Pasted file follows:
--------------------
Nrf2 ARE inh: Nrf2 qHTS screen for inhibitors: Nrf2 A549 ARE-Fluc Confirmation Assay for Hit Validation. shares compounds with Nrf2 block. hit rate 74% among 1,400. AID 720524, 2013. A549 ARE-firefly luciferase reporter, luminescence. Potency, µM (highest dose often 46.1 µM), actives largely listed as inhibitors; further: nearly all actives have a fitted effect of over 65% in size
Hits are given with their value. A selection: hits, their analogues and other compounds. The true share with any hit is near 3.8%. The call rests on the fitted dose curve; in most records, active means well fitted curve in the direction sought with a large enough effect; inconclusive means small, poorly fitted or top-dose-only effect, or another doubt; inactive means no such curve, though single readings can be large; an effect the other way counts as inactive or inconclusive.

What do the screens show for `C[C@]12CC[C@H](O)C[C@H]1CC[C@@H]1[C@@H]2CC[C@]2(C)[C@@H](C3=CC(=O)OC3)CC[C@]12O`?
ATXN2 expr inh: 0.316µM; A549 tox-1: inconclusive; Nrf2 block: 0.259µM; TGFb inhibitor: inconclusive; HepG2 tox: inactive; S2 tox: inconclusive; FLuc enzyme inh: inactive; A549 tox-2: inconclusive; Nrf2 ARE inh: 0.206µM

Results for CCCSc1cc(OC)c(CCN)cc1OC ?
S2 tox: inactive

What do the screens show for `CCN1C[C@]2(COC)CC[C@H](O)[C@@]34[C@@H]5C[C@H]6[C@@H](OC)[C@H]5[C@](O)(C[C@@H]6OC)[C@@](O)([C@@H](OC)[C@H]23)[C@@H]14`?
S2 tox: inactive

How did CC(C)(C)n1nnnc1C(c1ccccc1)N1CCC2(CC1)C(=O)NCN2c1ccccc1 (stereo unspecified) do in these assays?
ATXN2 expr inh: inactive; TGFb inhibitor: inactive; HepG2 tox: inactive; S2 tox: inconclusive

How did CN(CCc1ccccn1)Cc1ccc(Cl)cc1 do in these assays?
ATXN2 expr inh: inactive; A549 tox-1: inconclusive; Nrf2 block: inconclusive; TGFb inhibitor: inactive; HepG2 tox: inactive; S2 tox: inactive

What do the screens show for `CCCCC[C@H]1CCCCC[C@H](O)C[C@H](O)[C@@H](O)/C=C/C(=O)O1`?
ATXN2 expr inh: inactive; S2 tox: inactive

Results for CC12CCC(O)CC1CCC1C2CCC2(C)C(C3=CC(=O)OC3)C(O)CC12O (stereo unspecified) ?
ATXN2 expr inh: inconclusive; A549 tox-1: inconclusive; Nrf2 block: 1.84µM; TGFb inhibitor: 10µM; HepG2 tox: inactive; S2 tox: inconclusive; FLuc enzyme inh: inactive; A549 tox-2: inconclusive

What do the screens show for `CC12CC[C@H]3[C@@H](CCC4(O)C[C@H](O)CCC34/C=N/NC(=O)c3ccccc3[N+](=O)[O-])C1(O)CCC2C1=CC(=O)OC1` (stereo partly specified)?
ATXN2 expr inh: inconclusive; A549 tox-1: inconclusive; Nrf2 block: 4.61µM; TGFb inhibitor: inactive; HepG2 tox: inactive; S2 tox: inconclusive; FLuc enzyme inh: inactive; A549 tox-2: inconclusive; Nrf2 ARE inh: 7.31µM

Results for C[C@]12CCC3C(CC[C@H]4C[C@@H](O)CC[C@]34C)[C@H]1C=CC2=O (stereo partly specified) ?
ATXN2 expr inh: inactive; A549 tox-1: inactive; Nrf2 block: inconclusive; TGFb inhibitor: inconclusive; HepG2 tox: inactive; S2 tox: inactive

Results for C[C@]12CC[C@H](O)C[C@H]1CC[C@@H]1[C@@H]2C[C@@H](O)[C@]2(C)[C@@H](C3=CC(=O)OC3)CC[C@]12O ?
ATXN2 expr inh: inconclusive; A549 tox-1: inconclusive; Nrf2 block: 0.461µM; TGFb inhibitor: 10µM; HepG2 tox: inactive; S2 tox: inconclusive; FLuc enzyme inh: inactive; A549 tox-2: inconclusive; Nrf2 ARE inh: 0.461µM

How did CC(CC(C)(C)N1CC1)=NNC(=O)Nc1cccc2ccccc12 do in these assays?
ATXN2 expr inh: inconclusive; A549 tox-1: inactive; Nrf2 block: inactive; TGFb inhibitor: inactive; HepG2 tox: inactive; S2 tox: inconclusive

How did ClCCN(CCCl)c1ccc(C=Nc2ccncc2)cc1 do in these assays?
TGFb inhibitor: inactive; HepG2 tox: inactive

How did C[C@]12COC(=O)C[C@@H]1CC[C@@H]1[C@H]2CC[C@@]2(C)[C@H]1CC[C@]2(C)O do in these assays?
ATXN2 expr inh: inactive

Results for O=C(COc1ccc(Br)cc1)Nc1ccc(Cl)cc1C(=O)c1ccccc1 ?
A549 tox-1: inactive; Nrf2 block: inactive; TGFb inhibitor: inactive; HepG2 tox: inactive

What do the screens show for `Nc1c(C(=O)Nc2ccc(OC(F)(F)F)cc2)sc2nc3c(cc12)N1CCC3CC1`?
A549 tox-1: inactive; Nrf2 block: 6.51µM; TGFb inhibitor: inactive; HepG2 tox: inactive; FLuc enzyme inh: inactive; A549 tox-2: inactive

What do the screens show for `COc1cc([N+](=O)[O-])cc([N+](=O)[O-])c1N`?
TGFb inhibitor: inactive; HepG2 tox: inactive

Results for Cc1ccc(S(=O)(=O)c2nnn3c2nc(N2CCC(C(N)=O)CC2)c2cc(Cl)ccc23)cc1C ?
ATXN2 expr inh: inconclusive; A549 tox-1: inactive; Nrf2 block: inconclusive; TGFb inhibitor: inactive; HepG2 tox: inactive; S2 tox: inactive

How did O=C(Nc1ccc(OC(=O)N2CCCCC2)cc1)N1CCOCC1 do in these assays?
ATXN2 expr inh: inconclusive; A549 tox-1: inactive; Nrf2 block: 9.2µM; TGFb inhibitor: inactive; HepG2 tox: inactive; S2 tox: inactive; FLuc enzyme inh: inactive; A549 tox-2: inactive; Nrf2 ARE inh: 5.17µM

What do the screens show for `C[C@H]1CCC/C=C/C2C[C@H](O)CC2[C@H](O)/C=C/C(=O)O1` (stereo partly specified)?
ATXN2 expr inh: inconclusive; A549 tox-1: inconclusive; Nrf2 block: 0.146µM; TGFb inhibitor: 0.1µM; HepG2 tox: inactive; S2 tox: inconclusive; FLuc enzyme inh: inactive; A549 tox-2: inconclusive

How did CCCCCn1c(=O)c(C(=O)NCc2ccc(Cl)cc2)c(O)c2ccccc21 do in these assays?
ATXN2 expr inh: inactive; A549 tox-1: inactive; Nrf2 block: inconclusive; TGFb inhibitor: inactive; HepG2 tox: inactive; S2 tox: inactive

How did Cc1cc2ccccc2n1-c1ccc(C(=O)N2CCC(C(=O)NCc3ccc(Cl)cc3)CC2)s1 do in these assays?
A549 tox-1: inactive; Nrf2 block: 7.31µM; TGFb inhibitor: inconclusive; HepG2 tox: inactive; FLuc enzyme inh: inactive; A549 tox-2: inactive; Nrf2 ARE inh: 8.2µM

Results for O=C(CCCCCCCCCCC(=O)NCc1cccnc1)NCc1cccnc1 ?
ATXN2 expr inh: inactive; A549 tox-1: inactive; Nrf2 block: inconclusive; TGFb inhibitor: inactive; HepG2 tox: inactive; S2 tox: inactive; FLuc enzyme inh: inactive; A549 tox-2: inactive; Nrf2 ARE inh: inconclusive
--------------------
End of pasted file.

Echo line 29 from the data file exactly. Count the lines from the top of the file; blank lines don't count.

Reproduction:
Results for O=C(COc1ccc(Br)cc1)Nc1ccc(Cl)cc1C(=O)c1ccccc1 ?